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Thursday, 30 April 2009

White residue found on the gun used to kill supervising Fire Marshal Douglas Mercereau tested out as salt

White residue found on the gun used to kill supervising Fire Marshal Douglas Mercereau tested out as salt, a forensics scientist told jurors today.But former NYPD criminalist Kristen McDonald didn't know where the salt came from, or how the murdered fire marshal's stainless Smith & Wesson 9mm service weapon wound up with rust inside the slide, behind the muzzle and in front of the trigger guard."The source [of the white residue] cannot be conducively determined," Ms. McDonald testified as to what she wrote in her report that documented her findings.No tests were conducted on the rust found on the gun, Ms. McDonald said.
Prosecutors charge that Janet Redmond-Mercereau shot her husband three times in the head with his service pistol as he slept in his bed inside their Oakwood home on Dec. 2, 2007, then tried to cover her tracks by running the gun through a dishwasher to wash away prints.On Monday, Crime Scene Unit Detective Charles Reiss told jurors he lifted a print from the empty magazine inside the murder weapon. The print was sent to the Department's Major Case lab for analysis, but so far test results of that print have not come out during trial.Defense attorneys Mario Gallucci and Joseph Benfante maintain the print does not belong to Mrs. Redmond-Mercereau.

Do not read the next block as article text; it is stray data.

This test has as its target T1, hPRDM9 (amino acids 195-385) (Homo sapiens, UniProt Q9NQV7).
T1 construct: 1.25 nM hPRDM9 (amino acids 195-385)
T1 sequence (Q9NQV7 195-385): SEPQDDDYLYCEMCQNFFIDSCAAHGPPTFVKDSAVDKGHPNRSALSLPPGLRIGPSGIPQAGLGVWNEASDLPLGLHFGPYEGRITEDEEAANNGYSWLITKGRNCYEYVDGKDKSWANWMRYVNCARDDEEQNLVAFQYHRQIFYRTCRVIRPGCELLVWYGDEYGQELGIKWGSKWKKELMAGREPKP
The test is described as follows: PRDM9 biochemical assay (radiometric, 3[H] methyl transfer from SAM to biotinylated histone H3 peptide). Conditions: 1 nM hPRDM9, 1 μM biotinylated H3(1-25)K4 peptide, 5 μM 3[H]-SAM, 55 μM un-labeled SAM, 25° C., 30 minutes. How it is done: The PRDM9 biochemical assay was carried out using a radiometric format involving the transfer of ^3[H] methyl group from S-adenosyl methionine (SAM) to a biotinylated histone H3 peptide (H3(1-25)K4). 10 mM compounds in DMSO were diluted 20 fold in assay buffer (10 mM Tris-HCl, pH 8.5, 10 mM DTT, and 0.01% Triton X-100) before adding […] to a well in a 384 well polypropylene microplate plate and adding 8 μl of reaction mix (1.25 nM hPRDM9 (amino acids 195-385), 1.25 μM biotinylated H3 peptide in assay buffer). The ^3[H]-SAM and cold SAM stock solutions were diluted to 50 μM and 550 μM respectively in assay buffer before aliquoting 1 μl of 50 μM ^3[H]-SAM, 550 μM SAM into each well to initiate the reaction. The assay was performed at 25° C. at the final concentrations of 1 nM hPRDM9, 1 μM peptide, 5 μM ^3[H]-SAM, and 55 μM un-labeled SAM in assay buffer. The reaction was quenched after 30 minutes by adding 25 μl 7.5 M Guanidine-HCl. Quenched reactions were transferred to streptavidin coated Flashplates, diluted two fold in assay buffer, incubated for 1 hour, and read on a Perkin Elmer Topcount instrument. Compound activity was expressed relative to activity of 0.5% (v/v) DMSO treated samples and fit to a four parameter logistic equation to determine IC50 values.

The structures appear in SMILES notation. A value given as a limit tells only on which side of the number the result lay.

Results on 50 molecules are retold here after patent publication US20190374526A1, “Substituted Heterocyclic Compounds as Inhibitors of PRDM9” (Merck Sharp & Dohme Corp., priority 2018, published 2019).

Today, Benfante attempted to pin the source of the rust on investigators' handling of the weapon after it was recovered following the shooting.



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